31,000 per year.  That’s almost 85 per day.  That’s one every 17 minutes.  That’s not the number of women raped in the U.S.  That’s the number of women who get pregnant from being raped in the U.S.  31,000 per year.  85 per day.  One every 17 minutes.

Statistics are one thing, but stories are another.  A very brave woman named Shauna Prewitt wrote a response to Representative Akin, telling him that she was raped and became pregnant, and how that affected her.

The thing is, I’ve heard Akins’ lie before, from the pulpit.  I didn’t believe it, because when a visiting preacher says something that goes against common sense, medical science, and reality, learned early to blow it off.  There are a lot of false prophets out there.

I feel sympathy and compassion for those who didn’t learn that early, and were hurt by these hyenas-in-sheep’s-clothing (I won’t diginfy them by calling them wolves: at least wolves hunt strong, swift prey like deer.  Hyenas just kill the weak and chew carrion).

I’ve encountered a disturbing trend among evangelicals, especially among the more politicized side.  They’ve come to believe that the end justifies the means.  Defeating “ungodly” politicians justifies whatever misinformation they have to say, whatever worldly promises to power-brokers they have to make, whatever weak person or group they have to trample.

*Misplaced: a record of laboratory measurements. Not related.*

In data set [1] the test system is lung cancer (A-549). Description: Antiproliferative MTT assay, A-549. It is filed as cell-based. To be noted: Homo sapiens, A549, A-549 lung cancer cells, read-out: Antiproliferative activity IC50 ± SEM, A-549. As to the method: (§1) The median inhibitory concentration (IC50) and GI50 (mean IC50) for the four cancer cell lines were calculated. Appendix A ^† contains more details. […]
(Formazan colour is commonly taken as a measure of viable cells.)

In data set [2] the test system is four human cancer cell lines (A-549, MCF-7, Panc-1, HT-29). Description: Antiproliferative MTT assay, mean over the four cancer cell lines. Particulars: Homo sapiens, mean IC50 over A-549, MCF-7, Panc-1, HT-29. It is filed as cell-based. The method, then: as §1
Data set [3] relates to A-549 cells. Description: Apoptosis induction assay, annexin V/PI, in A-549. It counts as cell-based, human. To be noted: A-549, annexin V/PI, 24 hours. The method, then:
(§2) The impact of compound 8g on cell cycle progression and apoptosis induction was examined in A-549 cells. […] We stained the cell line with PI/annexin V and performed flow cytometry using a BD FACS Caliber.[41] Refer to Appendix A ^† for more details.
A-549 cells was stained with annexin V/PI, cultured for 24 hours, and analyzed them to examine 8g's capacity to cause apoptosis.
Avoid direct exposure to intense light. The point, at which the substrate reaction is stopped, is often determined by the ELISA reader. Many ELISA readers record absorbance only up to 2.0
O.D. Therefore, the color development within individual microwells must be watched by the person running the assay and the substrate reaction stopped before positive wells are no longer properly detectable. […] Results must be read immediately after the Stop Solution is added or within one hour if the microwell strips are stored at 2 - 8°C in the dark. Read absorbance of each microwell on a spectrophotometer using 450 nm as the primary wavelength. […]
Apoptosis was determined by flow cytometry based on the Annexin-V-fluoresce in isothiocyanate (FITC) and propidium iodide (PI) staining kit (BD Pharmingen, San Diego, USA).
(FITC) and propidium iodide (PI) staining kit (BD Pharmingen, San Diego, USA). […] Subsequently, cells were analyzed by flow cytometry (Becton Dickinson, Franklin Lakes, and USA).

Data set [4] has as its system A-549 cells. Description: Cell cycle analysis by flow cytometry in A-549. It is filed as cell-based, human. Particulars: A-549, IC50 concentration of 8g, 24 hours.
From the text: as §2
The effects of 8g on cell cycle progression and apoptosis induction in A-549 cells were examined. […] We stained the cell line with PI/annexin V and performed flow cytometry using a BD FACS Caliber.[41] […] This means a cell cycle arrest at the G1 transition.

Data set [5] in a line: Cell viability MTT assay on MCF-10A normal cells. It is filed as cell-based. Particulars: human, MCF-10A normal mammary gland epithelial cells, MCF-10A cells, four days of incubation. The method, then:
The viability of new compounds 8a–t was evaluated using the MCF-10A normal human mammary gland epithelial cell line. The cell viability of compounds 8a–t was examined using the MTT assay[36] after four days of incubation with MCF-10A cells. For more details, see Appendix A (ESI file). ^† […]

I’ve even encountered at tendency to believe that Christians are entitled, not just to our their opinions, but their own facts.  “Global warming is a secularist conspiracy.  Women don’t get pregnant if they’re raped.  Tax cuts for the rich won’t make things worse for the poor and working class, but will make things better.  Jesus was a free market capitalist.  Homosexuals are all secretly pedophiles, and marriage equality is just a stepping stone to eliminating all age of consent laws (thank the Family Resource Council for that one), etc.”

But as Christians, we cannot allow ourselves to be drawn in by power, by convenient “facts,” by misrepresentations, by worldly politics.

Especially not when the result is pain and offense to victims of that most raw and blatant crime of power: rape.